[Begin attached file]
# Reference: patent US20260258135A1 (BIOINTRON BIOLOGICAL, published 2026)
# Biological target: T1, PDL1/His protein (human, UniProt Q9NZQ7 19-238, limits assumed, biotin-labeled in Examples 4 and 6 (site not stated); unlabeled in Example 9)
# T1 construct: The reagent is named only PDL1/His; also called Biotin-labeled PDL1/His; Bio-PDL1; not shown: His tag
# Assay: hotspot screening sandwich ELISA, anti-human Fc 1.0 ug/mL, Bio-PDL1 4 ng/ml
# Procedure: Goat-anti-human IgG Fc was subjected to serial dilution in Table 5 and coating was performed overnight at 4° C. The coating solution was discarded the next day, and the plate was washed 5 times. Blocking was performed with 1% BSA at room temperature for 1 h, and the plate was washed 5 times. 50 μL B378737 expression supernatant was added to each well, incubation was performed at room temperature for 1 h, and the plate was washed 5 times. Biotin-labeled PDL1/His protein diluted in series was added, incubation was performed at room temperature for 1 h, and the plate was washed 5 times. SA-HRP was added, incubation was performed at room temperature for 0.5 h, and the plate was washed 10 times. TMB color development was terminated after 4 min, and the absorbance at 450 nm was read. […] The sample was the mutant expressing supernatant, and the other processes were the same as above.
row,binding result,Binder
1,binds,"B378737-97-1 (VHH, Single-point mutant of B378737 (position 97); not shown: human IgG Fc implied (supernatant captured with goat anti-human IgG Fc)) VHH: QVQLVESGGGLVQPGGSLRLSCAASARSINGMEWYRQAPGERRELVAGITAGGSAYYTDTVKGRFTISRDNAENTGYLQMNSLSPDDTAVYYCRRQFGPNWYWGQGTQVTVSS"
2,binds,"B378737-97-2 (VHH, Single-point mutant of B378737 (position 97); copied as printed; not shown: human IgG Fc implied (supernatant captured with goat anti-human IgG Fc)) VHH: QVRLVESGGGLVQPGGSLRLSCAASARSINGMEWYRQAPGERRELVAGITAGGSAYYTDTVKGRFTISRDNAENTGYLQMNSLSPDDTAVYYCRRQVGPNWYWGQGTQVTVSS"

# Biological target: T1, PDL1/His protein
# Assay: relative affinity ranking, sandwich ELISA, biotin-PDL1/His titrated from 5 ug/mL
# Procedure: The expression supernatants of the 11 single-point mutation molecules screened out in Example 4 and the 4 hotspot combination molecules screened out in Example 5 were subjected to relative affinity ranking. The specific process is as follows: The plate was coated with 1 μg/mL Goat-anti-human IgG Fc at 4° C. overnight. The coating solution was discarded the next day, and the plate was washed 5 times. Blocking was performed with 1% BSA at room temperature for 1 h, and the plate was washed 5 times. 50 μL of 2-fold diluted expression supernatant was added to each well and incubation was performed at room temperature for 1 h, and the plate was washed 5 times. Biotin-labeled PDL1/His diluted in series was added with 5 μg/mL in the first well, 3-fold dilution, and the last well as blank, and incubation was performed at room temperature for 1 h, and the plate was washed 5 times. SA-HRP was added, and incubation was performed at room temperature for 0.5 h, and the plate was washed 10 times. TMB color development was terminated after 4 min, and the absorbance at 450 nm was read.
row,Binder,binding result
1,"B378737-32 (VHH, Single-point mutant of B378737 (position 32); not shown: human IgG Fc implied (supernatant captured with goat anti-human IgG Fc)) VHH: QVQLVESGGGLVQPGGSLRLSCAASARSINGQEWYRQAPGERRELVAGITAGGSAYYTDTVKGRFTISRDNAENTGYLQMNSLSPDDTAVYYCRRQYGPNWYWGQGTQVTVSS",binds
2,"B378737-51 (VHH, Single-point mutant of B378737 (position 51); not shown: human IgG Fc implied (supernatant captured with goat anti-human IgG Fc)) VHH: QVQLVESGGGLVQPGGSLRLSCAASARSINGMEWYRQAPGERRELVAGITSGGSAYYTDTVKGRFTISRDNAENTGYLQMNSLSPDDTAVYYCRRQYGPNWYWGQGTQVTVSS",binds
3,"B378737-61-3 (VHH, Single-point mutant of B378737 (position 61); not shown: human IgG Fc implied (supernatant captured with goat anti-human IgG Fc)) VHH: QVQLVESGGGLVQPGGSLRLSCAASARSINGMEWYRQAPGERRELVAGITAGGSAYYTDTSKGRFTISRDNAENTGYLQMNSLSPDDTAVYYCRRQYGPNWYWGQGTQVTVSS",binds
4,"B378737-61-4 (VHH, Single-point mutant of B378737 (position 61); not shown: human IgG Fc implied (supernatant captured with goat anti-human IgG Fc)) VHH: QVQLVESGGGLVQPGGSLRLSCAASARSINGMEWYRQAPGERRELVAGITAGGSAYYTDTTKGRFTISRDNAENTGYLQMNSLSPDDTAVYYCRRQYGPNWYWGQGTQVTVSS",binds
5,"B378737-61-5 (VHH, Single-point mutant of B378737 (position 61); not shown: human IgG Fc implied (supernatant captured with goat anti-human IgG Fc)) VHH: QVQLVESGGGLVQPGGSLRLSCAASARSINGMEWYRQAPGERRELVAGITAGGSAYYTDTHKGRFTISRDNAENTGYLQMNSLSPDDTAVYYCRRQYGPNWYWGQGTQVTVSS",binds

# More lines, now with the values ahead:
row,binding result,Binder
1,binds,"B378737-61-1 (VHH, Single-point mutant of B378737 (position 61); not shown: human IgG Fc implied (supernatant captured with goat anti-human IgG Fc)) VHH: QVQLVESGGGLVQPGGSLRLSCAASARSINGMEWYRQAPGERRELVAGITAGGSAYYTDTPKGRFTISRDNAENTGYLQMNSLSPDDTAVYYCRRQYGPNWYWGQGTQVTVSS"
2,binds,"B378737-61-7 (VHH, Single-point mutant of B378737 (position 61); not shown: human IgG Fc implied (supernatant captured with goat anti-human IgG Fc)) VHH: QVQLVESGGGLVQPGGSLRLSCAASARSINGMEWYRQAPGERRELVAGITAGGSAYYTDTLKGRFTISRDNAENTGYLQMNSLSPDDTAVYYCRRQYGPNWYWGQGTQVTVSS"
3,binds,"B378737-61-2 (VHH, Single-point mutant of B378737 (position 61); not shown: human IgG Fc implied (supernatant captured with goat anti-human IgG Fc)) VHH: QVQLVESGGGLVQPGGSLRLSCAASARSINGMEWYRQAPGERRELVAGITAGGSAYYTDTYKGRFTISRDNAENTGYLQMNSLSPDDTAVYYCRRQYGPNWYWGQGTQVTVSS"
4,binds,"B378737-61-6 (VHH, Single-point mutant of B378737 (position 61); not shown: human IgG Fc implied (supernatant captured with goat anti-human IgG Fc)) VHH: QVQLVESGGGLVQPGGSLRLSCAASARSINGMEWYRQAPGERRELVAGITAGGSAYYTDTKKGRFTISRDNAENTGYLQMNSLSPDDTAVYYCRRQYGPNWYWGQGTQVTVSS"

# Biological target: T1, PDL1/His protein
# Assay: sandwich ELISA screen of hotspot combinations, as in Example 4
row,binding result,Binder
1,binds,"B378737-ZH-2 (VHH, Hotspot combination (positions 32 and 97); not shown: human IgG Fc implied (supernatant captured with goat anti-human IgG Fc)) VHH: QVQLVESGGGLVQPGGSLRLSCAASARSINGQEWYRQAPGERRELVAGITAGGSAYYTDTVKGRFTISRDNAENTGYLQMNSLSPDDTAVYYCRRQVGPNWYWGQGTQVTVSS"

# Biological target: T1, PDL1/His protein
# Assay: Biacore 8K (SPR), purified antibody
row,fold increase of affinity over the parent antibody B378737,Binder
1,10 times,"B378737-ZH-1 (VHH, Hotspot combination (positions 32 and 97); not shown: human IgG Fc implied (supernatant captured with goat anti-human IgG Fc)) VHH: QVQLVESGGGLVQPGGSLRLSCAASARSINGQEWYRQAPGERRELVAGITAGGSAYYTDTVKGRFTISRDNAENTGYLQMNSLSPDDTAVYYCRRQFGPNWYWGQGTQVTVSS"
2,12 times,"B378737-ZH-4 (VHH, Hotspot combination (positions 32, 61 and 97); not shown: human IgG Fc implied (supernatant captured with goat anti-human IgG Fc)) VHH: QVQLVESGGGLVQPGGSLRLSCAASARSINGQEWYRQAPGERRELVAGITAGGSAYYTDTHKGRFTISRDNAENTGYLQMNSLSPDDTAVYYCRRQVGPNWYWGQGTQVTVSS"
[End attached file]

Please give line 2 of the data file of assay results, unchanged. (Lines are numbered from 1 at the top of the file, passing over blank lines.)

# Biological target: T1, PDL1/His protein (human, UniProt Q9NZQ7 19-238, limits assumed, biotin-labeled in Examples 4 and 6 (site not stated); unlabeled in Example 9)